Confessions of a benefits manager: Candid gets money wise


Big Bad Boss is just back from a conference. The first chance we get to do something interesting in real life, and he decides to go without me. Huff. He’s come back raving about a new supplier in the wellbeing space, a firm that is offering a new type of financial coaching. I’m not sure what the big deal is about; we already offer financial advice as part of our employee assistance programme, although I’ll admit our offering is limited to a kind of directory of other advisers you can go to in your own time (and at your own expense).

I wonder if Big Money Coaches have schmoozed Big Bad Boss over a nice lunch. I notice our preferred suppliers are often selected based on the size of their entertaining budget. I wouldn’t mind if it was me that got taken to lunch, but I just get to do the legwork setting them up. Big Bad Boss gives me their goody-bag as a consolation. Inside there is a glossy brochure (blah blah yawn), an erasable pen and a rather nice notebook to add to my collection.

Making contact

Big Bad Boss gives me the name of the account manager to contact for a demo and quotation. Jeremy is delighted to hear from us. Well he would be, wouldn’t he? He says the best way to understand their offering is to experience it. Would I like a complementary Big Money Coaching session? Never one to turn down a freebie, I am in. We arrange a time for a one-to-one call after work.

I’m interested to find that Big Money Coaching is not offering a ‘platform’ in the usual sense. Nor does it look like it is flogging an app tied into investment management. That is something of a relief. While employees can benefit from cheaper investment management through group purchasing, I can’t help but feel as an organisation we are enabling third-party access to our employees’ savings which feels a bit unethical to me. Perhaps that is just my cynical way of looking at things. Big Money Coaching say they are doing something quite different. I guess I am about to find out.

Trialling a session

Sven is my personal Big Money Coach and even on Zoom he is rather handsome. I could actually enjoy doing this. He starts by pitching their benefits: studies show that employees who have a financial plan will make better use of their money and that they are likely to increase their wealth by thousands within one year. He then shares a few online forms we are to complete together. The first is a simple budget, collecting typical income and outgoings. For a moment, I am concerned about privacy; do I really want a stranger knowing all my personal finance information? The fact is I don’t, but I do want to benefit from the freebie. In any case Big Bad Boss has asked me to do this, so I guess I am stuck. Maybe it’s working in reward, but I already have a spreadsheet tracking my spending by category, so this isn’t particularly useful for me. However, I know that some employees, even the well-paid ones, live precariously from one payday to the next, so I can see the exercise will be useful for many.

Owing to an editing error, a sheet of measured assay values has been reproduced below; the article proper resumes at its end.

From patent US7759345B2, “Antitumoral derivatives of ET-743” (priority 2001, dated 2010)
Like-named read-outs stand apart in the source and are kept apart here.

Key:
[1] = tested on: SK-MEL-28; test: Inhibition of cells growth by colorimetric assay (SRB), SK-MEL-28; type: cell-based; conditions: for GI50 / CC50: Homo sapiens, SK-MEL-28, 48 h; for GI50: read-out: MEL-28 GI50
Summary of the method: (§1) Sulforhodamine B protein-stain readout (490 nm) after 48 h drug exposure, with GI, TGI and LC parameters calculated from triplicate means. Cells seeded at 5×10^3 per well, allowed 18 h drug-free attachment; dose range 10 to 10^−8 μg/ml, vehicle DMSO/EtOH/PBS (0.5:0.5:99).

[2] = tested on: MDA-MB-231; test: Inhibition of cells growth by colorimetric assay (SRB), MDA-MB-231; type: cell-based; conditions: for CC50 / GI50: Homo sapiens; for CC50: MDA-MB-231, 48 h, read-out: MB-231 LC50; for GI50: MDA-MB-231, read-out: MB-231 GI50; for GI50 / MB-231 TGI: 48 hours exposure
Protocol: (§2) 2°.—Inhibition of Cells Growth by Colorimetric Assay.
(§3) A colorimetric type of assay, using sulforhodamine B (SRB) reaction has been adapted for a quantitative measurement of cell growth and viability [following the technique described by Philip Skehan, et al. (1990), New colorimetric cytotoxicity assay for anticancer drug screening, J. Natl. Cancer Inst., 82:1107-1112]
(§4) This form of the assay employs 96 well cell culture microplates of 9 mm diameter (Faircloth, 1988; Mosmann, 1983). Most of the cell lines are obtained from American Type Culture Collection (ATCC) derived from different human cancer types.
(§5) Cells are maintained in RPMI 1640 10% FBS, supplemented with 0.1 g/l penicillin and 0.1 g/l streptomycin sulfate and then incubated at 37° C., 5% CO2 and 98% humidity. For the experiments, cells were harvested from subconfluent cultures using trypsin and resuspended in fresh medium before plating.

We then go on to look at long-term planning. What are my financial goals? I’m very clear on that: to pay off my mortgage and save enough to retire so I can stop all this nonsense. Sven asks me what age I’d like to retire. Last year is my first thought, but I settle on 60 as a more realistic target. I’m nerdy about numbers so I already have a spreadsheet totting up my various pensions and estimating retirement, but it’s good to have another view on this. The Big Money Coach tool also allows for many other financial goals, like saving for a deposit or children’s education. Sven tells me if they were engaged by my company, they would integrate with our benefits package and help employees to understand how to make the most of them, saving a lot of questions from being asked of the benefits team. Sven certainly knows how to say the right thing!

Decision time

Finally, we build an action list based on my personal financial plan. Again, I kind of already have this, but talking to someone else about it is very reassuring. It’s also nice that he’s not a financial adviser. My experience of financial advisers is awful; it seems they are always advising to put investments in their own particular platform. Big Money Coaches are not financial advisers, but sadly I notice they are not without affiliated interests. If I want to write a will, they can put me in touch with someone. If I want to renegotiate my mortgage, they can hook me up with a good mortgage adviser. I’m beginning to feel like my financial action list is merely a tool for them to get affiliation kickbacks. Reading the fine print, they say they do not earn commission for recommending investment products, but they may earn commission on mortgage and insurance products. Gotcha. It is sad to realise once again that it is impossible to get totally impartial advice.

However, I do think Big Money Coaches have an interesting proposition. These days, when everything we do in life has been automated through platforms and chatbots, it is really refreshing to have a one-to one coaching conversation with an actual human, even if it does turn out they are not completely unbiased.

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Back in the office, I work with Jeremy on a coaching package to offer our employees. We’ve no budget for additional benefits this year, so it’ll have to be arranged as a salary sacrifice option. I even get to keep Sven as my personal money coach. Result.

Next time… Candid goes to a trustee meeting.